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Description

For over a decade, European municipalities have been establishing initiatives, strategies and action plans to increase the energy efficiency of private and communal infrastructure. Municipalities of EU member states, enforced by the EU Directive on energy efficiency, must collaboratively work to ensure that by 2020 and 2030, an energy efficiency of 20% and of 32.5% are met, respectively.

Initiatives, such as the Covenant of Mayors, have been launched to foster commitment towards energy and climate targets. Signatories voluntarily agreed to increase energy efficiency and the use of renewable energy sources. To achieve this, participating municipalities drafted and submitted a Sustainability Energy Action Plan (SEAP), defining their energy saving and climate measures. More than 6000 municipalities have developed and approved a SEAP since 2008; however, when compared to the total number of municipalities across Europe, it proves that there is still a long way to go.

It has been identified that a municipality's building stock represents the single largest potential for energy savings. It is also expected that more than two-thirds of the world population will live in urban areas by 2050. Therefore, this solution aims to ease the conception and implementation of municipal energy saving measures.

Problems to be solved

 

Fossil fuel consumption

Carbon emissions

Detrimental urban air quality

Wasted energy

Unreliable energy supply

Low energy monitoring

Benefits

Functions

Functions help you to understand what the products can do for you and which ones will help you achieve your goals.
Each Solution has at least one mandatory function, which is needed to achieve the basic purpose of the Solution, and several additional functions, which are features that can be added to provide additional benefits.

Mandatory Functions
    Reduction of energy consumption

    Installed systems must demand less or allow for a lower energy consumption

    Optimisation of municipal energy load

    Installed systems must allow the optimal allocation of energy load

    Comply with local regulations on energy efficiency
Potential Functions
    Reutilisation of wasted energy
    Storage of energy

    Storage of excess electric and heat production

Variants

Energy saving actions follow two basic directions: efficiency and effectiveness. Efficiency, by new and improved performing systems; effectiveness, by improvements in control systems to avoid energy waste and by adopting a technical building management system. The following presents different measures in which these two directions have been applied.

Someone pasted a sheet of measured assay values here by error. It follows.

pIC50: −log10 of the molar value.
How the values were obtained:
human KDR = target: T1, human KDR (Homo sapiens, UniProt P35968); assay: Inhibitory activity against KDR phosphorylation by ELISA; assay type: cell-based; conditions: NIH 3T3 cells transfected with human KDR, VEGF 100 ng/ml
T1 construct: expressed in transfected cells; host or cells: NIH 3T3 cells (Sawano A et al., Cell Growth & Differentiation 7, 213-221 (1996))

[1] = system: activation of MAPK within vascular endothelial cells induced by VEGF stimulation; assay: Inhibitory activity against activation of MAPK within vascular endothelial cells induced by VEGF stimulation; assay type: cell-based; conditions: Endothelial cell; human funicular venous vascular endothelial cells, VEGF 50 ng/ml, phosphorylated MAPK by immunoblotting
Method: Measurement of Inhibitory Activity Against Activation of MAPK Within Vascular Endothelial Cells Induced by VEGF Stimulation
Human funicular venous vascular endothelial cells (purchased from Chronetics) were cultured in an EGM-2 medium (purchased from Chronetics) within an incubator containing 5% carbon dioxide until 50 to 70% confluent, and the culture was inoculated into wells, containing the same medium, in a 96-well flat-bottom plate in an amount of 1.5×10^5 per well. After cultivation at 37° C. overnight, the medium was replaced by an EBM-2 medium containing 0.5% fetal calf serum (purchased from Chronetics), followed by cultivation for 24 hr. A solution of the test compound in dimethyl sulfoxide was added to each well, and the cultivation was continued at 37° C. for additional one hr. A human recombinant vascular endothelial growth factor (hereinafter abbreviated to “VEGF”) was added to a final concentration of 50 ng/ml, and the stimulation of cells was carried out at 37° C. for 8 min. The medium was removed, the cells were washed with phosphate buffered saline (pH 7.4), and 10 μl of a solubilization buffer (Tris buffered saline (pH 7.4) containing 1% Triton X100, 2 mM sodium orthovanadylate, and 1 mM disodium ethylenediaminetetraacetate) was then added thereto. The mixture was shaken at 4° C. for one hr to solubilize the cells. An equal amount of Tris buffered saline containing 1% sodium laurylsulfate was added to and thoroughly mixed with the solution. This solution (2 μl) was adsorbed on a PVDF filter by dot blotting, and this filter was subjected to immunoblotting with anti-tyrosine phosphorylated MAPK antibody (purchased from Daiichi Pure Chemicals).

Description

Demand side management (DSM) is an essential component in energy management of smart grids. Generally, DSM means to manage the consumer’s energy usage in such a way to yield desired changes in load profile and facilitates the consumers by providing them incentives. For this purpose, various DSM techniques have been developed with diverse functionalities, including peak clipping, valley filling, load shifting, strategic conservation, strategic load growth, and flexible load shape. Furthermore, DSM is capable of handling the communication infrastructure between end user and utility and also enables the integration of distributed energy resources to optimize energy consumption profile.

Use Cases

Demand Side Response Control for Public buildings

The Use case aims at delivering strategic load curtailment in public buildings via existing BEMS.

Demand Side Response Control for Office Block (Academic Building)

The Use case aims at delivering strategic load curtailment in academic buildings via existing BEMS. 

Demand Side Response (DSR) Control for Student Accomodation

The use case aims to deliver strategic load curtailment in student accomodations via existing BEMS.

Description

Commercial and residential buildings are considered to be the infrastructure that has the highest energy consumption across Europe. In 2016, buildings represented almost 40% of the EU final energy consumption . In order to promote energy saving, building standards must enforce a whole building design.

This does not only apply to the new building stock, but to the existing as well. A recent study by DG Internal Policy reveals that the stock of residential buildings in the EU is rapidly aging, with more than 40% of them built before 1960, and 90% before 1990.

Use Cases

Energy efficient refurbishment of a residential building - Brf Årstakrönet

Under the GrowSmarter project, this measure focusses on energy efficient refurbishment of a residential building from 2007: Brf Årstakrönet, with 56 private condominiums.

Energy efficient refurbishment of the building - Educative centre Escola Sert

Gas Natural Fenosa has implemented energy refurbishment of an Educative center Escola Sert. The aim is to validate the technical and economic feasibility of adding renewable energy generation to a tertiary building in the form of building integrated photovoltaics (BIPVs) for self-consumption.

Smart building shell refurbishment in Cologne

To improve energy efficiency of existing residential buildings by 70% as part of EU Horizon 2020 GrowSmarter Project, renovation measures were undertaken. This includes building envelope insulation, high efficient windows, staircase lighting, elevator and heating system.

Description

Apart from Mediterranean countries, space heating represents 60-80% of the total energy consumption for European building stock. Consequently, there is a great potential for energy savings by improving the efficiency of space heating systems. One method that is currently gaining popularity is the recovery of wasted heat from sewage pipes through heat exchangers. Cold input water and output water of electric or gas boilers is heated by the system of heat exchangers and heat pumps.

Use Cases

Waste heat recovery from sewage water